Your guide to 2023 First Peoples Melbourne Art Trams
Meet the artists behind the 2023 Melbourne Art Trams and how their artworks respond to theme of ‘Blak futurism’.
‘Blak Futurism’ is the theme for the 2023 Melbourne Art Trams, curated by Boon Wurrung/Wemba Wemba artist and curator, Jarra Karalinar Steel.
The future holds a world of possibilities. But our capacity to imagine and create these realities has been impacted by colonisation.
The theme Blak Futurism asks artist to envision better futures for Australian First Peoples.
How do we reclaim space? How can we own our future? How do you envision a Blak tomorrow?
To build a Blak future we need to look our past and present in the eye; listen to our leaders, heroes, Elders; explore our culture, arts, knowledge, identity; and connect with place and the care for country.
A Blak future requires breaking free of the status quo and disconnecting from expectations. Can you imagine a future you have only dared to dream?
Artists were invited to interpret the theme in any way they wished.
Jarra would like to acknowledge the term ‘Blak’ was coined by Destiny Deacon for the 1994 collaborative First Nations group exhibition, Blakness: Blak City Culture! featuring the work of Destiny Deacon. Curators of the exhibition Clare Williamson and Hetti Perkins described Destiny Deacon’s development of the term ‘Blak’ as “part of a symbolic, but potent strategy of reclaiming colonialist language to create means of self-definition and expression”.
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Meet the 2023 Artists and their trams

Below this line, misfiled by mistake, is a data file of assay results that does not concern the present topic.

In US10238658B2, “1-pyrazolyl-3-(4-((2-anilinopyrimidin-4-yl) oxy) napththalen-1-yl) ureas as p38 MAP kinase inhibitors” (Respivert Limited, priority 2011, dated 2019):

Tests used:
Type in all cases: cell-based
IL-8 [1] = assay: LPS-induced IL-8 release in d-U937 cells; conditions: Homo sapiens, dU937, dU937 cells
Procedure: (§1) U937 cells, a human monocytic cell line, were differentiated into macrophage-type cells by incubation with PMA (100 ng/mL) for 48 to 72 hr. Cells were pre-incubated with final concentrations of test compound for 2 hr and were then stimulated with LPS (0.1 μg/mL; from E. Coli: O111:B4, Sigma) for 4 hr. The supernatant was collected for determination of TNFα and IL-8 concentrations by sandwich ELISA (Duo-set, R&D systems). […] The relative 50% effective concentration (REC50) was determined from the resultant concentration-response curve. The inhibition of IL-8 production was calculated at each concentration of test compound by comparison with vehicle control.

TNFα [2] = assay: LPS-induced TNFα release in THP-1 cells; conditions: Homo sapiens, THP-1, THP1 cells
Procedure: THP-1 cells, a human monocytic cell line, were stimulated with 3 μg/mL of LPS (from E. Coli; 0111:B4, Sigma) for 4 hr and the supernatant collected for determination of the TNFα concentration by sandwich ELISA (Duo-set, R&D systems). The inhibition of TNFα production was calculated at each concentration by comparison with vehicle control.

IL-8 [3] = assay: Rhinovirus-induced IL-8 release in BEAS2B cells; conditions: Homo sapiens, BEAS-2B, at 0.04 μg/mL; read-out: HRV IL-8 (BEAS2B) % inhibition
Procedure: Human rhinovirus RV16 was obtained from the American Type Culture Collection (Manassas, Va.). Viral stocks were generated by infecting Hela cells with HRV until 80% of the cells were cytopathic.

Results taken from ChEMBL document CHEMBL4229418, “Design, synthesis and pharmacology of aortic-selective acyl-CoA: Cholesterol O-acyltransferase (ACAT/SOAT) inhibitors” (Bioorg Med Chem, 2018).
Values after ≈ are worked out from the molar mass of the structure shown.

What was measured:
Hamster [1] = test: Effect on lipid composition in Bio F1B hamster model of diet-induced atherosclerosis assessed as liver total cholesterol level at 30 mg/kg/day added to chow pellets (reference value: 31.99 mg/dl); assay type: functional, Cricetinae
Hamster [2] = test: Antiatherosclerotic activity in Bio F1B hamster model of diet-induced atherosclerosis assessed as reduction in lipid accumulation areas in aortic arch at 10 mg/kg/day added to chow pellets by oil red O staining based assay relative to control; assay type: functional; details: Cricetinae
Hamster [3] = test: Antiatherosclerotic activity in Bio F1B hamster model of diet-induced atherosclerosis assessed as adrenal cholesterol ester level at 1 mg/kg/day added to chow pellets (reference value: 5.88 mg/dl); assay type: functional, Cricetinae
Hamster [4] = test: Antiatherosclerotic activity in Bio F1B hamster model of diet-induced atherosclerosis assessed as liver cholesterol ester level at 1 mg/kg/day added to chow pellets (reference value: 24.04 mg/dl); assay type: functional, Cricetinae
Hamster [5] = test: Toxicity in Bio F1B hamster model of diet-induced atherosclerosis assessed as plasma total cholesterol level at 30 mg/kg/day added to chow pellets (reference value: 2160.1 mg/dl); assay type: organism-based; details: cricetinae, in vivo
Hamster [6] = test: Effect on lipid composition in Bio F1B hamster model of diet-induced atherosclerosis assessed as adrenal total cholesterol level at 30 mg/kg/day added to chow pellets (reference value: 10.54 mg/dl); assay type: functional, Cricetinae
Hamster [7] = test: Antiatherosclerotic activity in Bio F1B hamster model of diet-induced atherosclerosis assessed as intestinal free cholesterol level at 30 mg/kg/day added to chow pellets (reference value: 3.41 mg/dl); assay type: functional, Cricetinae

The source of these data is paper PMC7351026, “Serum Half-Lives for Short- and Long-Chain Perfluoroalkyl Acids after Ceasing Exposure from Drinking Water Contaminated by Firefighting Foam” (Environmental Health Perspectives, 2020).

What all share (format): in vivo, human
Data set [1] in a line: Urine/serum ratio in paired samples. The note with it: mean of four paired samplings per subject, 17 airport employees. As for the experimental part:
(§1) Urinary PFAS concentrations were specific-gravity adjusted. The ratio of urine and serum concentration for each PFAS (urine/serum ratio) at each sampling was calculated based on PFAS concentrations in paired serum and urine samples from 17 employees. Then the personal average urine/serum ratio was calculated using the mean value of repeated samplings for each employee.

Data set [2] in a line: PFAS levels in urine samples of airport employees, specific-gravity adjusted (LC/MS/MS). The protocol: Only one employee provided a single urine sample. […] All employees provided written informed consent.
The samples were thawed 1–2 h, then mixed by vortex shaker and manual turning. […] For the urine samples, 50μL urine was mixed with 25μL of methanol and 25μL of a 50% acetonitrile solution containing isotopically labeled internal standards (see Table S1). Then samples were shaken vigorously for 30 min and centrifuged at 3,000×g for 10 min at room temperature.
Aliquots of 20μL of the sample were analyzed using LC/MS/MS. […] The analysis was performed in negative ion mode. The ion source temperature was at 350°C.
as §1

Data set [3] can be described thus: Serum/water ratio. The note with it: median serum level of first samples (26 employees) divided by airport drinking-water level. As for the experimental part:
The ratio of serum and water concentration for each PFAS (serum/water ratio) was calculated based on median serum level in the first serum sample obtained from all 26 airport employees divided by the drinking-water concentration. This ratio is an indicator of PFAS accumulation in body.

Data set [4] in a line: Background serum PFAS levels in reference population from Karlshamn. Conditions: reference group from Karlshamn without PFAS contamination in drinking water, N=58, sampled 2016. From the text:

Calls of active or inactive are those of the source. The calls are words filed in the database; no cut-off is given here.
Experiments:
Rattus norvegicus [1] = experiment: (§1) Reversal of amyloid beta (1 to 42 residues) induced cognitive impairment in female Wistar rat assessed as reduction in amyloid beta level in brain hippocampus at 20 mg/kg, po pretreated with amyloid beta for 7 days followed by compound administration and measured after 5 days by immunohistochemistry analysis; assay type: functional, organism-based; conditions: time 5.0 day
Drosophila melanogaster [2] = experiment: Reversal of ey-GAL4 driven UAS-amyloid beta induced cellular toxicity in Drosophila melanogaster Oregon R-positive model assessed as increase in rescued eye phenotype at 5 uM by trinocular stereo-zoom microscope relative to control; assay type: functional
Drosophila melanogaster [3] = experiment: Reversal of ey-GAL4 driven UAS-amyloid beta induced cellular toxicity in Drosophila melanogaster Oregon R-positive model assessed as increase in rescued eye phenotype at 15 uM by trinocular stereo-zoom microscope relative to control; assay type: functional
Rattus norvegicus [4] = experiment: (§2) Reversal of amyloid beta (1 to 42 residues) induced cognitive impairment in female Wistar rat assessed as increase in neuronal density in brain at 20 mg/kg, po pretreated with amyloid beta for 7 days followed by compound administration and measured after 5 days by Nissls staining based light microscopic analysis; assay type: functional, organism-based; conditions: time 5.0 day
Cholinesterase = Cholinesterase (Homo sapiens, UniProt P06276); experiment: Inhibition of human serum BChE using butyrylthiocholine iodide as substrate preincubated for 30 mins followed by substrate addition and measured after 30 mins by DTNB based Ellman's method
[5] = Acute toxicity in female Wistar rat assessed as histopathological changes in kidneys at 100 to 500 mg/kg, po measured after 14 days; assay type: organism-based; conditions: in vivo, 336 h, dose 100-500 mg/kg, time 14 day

Boonwurrung/Erub (Torres Strait)
TRAM NUMBER | #3532
TRAM ROUTE | 5, 6, 16, 72
TRAM CLASS | D1-Class Tram
“Bunjil and Waa, the creator, and the protector, are from my Boonwurrung culture. In the artwork, they are dressed in a possum skin cloak, a nod to my Boonwurrung mob in the winter! And they’re accompanied by their respective animal; the Australian raven and the wedge-tailed eagle. Surrounded by the traditional Boonwurrung symbol, the diamond. Both entities are reaching out to show that they are reclaiming Biik (Land). Overall, Blak futurism is hope in reclaiming what is ours again!”
Amina is a First Nations multidisciplinary artist whose current practice involves creating digital artworks about her culture and experience as an Indigenous woman living in Australia. Amina incorporates Boonwurrung language and culture mixed with profanities to continue the legacy of her culture whilst also staying true to herself, and adopts contradictory elements within her work to unsettle audiences.
Lama Lama (Queensland)
TRAM NUMBER | #236
TRAM ROUTE | 70, 75 TRAM CLASS | A-Class Tram
“My tram design pays homage to Naarm and all the things I find special and beautiful about this city. A place I’m not from, but a place that’s raised me and allowed me to grow as an artist and as a person.